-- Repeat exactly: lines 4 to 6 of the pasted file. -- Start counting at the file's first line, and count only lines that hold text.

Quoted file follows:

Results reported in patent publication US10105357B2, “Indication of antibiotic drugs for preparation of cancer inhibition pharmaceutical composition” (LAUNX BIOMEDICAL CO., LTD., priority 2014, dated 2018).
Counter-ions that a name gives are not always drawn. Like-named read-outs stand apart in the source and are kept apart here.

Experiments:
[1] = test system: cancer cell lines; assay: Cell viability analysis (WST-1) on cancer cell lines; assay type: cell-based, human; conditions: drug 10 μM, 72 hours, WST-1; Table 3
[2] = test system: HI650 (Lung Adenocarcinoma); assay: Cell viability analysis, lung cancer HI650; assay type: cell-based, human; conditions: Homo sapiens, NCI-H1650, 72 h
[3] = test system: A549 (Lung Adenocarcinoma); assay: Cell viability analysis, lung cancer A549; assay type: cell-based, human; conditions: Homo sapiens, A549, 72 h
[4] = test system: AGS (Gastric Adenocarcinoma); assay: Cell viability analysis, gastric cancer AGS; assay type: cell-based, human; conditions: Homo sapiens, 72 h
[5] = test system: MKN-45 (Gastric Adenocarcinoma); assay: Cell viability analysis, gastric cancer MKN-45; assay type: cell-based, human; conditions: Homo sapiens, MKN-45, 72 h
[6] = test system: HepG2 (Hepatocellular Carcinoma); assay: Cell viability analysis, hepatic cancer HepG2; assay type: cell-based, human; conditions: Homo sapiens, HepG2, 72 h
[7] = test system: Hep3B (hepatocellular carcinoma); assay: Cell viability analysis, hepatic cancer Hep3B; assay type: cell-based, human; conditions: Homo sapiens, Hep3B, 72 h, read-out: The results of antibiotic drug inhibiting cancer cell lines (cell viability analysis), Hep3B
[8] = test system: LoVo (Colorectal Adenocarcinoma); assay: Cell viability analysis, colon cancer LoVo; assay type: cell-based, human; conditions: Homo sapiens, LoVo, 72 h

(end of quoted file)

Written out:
[1] = test system: cancer cell lines; assay: Cell viability analysis (WST-1) on cancer cell lines; assay type: cell-based, human; conditions: drug 10 μM, 72 hours, WST-1; Table 3
[2] = test system: HI650 (Lung Adenocarcinoma); assay: Cell viability analysis, lung cancer HI650; assay type: cell-based, human; conditions: Homo sapiens, NCI-H1650, 72 h
[3] = test system: A549 (Lung Adenocarcinoma); assay: Cell viability analysis, lung cancer A549; assay type: cell-based, human; conditions: Homo sapiens, A549, 72 h